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Church of Xuanyuan
? Xu?nyuánjiàohuì
TypeConfucian church
ClassificationChinese salvationist religion
ScriptureFour Books and Five Classics
FounderWang Hansheng
Other name(s)Way of Xuanyuan (), Huangdiism ()
Official websitehttp://huangdi-culture.org/
Xuanyuan Temple in Huangling, Yan'an, Shaanxi, at the ideal sacred centre of China.

Xuanyuandao ( "Way of Xuanyuan")[a], also known as Xuanyuanism ([b]) or Huangdiism ([c]), is a Confucian folk religion of China which was founded in Taipei, Taiwan, in 1952.[1] The founder was Wang Hansheng () (1899-1989), a legislator.[2] The Church of Xuanyuan aims to restore the "national religion" of archaic (pre-Han dynasty) China,[3] with Huangdi as the universal God.

Theology and practices

The Church of Xuanyuan subsumes all the ways of worship to local deities under one national god, Xuanyuan Huangdi (? "Xuanyuan the Yellow Deity"[d]). According to the Shiji, Xuanyuan was the name of Huangdi,[4] and he is traditionally considered the thearch (progenitor god) of the Han Chinese race.[5]

Xuanyuanism is based on Confucian rationalism, and therefore rejects practices it considers superstitious that are found in other sects of Chinese folk religion, such as scripture writing through god mediumship.[6]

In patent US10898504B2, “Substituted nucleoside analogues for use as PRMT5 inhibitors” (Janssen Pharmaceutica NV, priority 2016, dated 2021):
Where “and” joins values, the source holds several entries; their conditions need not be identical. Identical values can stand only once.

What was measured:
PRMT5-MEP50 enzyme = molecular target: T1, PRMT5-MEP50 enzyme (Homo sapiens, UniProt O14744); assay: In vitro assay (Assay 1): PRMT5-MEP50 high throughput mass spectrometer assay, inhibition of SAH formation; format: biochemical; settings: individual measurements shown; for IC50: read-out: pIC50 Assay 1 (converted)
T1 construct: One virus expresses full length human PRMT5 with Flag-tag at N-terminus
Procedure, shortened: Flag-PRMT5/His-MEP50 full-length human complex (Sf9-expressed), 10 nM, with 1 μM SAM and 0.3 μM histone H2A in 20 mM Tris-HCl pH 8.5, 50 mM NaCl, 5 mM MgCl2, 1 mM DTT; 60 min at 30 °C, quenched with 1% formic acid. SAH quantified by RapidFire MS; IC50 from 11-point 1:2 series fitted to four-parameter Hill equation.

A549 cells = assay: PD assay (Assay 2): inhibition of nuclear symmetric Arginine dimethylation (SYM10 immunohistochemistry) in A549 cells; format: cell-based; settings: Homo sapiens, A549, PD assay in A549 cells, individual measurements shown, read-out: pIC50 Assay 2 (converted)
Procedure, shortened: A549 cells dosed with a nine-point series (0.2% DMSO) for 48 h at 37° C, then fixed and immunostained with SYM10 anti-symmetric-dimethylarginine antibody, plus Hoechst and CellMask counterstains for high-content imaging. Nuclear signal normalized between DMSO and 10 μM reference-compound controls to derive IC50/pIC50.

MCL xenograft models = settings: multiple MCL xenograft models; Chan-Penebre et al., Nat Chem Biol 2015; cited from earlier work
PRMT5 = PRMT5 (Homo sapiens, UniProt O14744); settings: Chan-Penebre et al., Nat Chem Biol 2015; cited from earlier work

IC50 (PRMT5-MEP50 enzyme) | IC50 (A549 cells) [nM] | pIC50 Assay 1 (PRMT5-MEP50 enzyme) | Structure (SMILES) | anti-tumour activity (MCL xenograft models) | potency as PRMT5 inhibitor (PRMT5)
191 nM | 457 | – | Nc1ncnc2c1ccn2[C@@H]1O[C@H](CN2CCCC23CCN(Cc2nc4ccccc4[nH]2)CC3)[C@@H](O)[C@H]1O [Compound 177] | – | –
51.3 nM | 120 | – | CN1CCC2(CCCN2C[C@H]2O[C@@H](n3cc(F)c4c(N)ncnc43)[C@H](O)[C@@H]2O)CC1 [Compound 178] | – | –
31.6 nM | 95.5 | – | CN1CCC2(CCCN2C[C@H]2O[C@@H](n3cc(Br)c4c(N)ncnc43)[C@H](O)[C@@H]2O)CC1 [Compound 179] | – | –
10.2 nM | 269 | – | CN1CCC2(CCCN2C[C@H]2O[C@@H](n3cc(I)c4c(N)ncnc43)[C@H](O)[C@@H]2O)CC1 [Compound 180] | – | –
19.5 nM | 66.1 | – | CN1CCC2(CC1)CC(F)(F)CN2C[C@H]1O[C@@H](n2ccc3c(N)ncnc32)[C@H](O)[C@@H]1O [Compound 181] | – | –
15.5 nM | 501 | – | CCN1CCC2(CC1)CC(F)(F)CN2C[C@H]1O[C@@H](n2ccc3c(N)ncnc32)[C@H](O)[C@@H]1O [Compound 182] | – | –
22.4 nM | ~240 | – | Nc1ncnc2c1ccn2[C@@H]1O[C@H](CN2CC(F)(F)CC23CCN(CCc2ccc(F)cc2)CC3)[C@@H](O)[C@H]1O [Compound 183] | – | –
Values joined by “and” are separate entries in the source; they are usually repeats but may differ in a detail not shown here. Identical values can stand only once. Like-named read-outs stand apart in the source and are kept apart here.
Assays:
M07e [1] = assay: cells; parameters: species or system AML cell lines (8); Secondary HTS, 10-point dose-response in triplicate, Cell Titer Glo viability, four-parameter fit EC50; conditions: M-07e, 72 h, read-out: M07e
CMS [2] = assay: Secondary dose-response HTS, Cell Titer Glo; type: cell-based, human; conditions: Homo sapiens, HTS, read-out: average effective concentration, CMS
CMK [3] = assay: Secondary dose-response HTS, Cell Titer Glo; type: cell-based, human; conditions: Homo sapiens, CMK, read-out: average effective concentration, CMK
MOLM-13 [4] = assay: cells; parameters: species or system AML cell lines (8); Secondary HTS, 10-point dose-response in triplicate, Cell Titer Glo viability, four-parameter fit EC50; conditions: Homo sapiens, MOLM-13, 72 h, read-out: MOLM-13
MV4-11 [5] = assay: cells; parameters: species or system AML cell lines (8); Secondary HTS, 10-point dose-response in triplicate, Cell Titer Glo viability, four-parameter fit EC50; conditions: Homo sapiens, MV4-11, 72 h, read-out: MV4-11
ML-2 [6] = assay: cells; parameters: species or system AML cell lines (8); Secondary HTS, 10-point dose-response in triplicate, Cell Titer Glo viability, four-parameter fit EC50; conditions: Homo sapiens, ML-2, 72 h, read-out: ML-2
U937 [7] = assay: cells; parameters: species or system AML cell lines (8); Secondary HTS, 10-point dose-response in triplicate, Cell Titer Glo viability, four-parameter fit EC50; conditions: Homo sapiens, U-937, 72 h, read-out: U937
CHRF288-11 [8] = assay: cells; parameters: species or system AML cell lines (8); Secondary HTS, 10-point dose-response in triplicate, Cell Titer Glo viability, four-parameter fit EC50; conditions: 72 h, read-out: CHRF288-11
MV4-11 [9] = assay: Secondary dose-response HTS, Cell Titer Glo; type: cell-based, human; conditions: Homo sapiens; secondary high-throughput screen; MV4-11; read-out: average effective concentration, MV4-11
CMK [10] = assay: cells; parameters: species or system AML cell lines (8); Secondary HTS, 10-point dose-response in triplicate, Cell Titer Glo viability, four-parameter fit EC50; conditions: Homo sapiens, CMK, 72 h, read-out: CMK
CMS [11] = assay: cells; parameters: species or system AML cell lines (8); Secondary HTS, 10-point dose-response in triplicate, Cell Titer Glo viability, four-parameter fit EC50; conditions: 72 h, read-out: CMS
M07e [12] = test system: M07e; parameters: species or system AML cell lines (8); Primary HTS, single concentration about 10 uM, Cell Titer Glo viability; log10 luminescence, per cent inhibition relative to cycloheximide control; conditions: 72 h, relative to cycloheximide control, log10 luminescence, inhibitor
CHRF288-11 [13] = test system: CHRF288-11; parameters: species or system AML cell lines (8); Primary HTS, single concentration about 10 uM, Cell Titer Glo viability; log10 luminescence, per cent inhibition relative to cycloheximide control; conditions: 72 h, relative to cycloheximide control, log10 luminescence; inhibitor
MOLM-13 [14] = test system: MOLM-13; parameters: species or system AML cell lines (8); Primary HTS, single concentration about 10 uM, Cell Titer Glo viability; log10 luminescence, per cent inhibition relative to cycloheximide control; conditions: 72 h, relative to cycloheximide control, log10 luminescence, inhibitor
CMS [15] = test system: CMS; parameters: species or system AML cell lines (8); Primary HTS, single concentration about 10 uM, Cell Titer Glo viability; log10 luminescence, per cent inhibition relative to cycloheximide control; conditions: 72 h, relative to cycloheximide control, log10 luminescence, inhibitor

As of 2013 the Xuanyuandao has 200,000 adherents in Taiwan and is active in China, where it runs temples, schools, and members take part in the sacrifices celebrated at the Xuanyuan Temple, the largest temple dedicated to Huangdi in the world.[7] Huangdi is also worshipped in Chinese folk religion by millions of people who do not necessarily belong to the Church of Xuanyuan.

See also


  1. ^ Xu?nyuándào, traditional characters: . Xuanyuan is said to have been the Yellow Emperor's personal name.
  2. ^ Xu?nyuánjiào
  3. ^ Huángdìjiào, traditional characters: ; "faith in the Yellow Deity"
  4. ^ The color yellow [huáng ?] represents earth, the dragon, and the centre of the universe [Shangdi] in Chinese cosmologies, and is used as a revelative character for the homophone huáng ? "august, generative".


  1. ^ Goossaert, Palmer. 2011. p. 295
  2. ^ Jochim 2003. p. 60
  3. ^ Goossaert, Palmer. 2011. p. 295
  4. ^ Clart, Jones. 2003. p. 60
  5. ^ Clart, Jones. 2003. p. 60
  6. ^ Journal of Chinese Religions, 1997, n. 25. p. 18
  7. ^ Baidu Baike Encyclopedia: .


  • Christian Jochim, "Carrying Confucianism into the Modern World: The Taiwan Case". In Philip Clart, Charles Brewer Jones. Religion in Modern Taiwan: Tradition and Innovation in a Changing Society. University of Hawaii Press, 2003. ISBN 0824825640), pp. 48-83.
  • Goossaert, Vincent, David Palmer. The Religious Question in Modern China. University of Chicago Press, 2011. ISBN 0226304167
  • Patricia Eichenbaum Karetzky. Journal of Chinese Religions. Fall 1997, No. 25.

  This article uses material from the Wikipedia page available here. It is released under the Creative Commons Attribution-Share-Alike License 3.0.



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